Mikhail Illarionovich Kutuzov: Wikis


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Mikhail Kutuzov

Prince Mikhail Illarionovich Golenishchev-Kutuzov (Russian: князь Михаи́л Илларио́нович Голени́щев-Куту́зов, Mikhail Illarionovich Golenishchev-Kutuzov) (September 16 [O.S. September 5] 1745 — April 28 [O.S. April 16] 1813) was the Russian Field Marshal who defeated Napoleon's Grande Armée during France's invasion of Russia in 1812, the decisive turning point of the Napoleonic Wars.


Early career

Golenishchev-Kutuzov (usually shortened as Kutuzov), born in Saint Petersburg, entered the Russian army in 1759 or 1760. He saw active service in Poland (1764–1769), and against the Turks (1770–1774); lost an eye in action in the latter year; and after that traveled for some years in central and western Europe.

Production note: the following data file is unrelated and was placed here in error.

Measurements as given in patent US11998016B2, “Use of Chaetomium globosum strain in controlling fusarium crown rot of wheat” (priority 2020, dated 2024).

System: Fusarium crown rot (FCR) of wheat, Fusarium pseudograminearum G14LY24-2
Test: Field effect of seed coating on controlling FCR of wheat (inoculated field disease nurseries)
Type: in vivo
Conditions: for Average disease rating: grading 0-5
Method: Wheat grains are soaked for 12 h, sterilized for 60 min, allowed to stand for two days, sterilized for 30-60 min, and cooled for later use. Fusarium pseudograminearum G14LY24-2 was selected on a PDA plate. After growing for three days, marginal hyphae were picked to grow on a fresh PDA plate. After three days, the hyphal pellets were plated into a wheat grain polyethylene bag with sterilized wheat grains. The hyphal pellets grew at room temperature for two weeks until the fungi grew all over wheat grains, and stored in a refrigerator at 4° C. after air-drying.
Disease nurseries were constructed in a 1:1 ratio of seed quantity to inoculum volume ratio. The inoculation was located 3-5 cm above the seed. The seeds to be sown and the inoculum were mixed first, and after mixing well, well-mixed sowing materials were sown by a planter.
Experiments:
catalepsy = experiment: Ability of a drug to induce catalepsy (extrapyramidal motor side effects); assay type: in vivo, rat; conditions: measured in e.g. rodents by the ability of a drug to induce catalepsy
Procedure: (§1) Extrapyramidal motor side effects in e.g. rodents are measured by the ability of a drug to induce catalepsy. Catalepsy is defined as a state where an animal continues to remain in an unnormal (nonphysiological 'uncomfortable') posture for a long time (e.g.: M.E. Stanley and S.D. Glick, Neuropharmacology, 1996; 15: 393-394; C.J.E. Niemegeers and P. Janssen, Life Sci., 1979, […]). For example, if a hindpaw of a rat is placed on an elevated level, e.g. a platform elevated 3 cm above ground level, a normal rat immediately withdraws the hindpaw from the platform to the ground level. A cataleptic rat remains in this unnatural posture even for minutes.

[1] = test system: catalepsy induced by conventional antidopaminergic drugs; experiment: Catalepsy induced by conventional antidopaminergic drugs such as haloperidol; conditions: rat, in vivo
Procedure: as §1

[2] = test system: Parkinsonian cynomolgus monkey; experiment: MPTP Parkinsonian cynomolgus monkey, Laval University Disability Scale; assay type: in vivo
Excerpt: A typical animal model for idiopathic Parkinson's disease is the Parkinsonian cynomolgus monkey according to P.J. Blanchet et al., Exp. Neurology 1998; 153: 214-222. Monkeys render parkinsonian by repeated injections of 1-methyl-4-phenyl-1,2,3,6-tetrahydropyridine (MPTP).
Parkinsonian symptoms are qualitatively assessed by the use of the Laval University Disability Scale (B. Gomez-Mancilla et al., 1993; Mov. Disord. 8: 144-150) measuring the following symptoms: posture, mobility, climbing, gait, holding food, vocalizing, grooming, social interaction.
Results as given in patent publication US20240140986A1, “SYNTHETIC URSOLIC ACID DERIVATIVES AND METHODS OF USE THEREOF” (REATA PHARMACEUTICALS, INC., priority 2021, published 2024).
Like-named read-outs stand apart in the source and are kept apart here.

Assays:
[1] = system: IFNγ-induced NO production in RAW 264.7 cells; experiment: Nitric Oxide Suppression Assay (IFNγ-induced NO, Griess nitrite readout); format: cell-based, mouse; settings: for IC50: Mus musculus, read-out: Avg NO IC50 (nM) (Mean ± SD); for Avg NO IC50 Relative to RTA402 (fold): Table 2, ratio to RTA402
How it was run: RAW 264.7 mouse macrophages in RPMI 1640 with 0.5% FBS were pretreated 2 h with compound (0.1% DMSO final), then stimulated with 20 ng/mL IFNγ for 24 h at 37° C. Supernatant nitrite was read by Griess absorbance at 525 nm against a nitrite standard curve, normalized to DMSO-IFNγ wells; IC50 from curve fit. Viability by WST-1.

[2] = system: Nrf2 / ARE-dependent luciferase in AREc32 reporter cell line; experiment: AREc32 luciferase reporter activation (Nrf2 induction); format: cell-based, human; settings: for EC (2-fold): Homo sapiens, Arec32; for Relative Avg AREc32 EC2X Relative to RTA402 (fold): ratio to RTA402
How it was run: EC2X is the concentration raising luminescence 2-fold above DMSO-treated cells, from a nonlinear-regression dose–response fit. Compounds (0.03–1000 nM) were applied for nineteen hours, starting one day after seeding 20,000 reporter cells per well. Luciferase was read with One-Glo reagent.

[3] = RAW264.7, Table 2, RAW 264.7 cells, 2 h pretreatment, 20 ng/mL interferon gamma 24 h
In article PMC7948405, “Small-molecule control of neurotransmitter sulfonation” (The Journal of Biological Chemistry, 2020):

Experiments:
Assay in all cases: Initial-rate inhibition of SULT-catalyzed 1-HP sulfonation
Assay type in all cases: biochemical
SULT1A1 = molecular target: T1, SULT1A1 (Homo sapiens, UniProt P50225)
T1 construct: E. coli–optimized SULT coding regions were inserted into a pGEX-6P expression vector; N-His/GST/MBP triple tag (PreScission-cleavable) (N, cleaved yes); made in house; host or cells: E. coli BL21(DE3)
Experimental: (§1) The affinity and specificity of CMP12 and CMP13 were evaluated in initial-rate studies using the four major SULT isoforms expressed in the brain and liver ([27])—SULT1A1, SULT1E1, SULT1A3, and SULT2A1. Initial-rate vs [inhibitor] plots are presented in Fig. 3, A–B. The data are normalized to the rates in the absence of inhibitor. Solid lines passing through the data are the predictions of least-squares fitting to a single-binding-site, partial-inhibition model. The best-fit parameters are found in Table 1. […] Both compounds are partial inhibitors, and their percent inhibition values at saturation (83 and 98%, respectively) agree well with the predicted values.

In 1784 he became a major-general, in 1787 governor-general of the Crimea; and under Suvorov, whose disciple he became, he won considerable distinction in the Russo-Turkish War of 1787–1792, at the taking of Ochakov, Odessa, Bender and Ismail, and the battles of Rimnik and Mashin. He was by that time (1791) a lieutenant-general and successively occupied the positions of ambassador at Constantinople, governor-general of Finland, commandant of the corps of cadets at Saint Petersburg, ambassador at Berlin, and governor-general of Saint Petersburg.

Kutuzov was a favorite of Tsar Paul I, and after that emperor's murder he was temporarily out of favor with by the new Tsar Alexander I, though he remained loyal.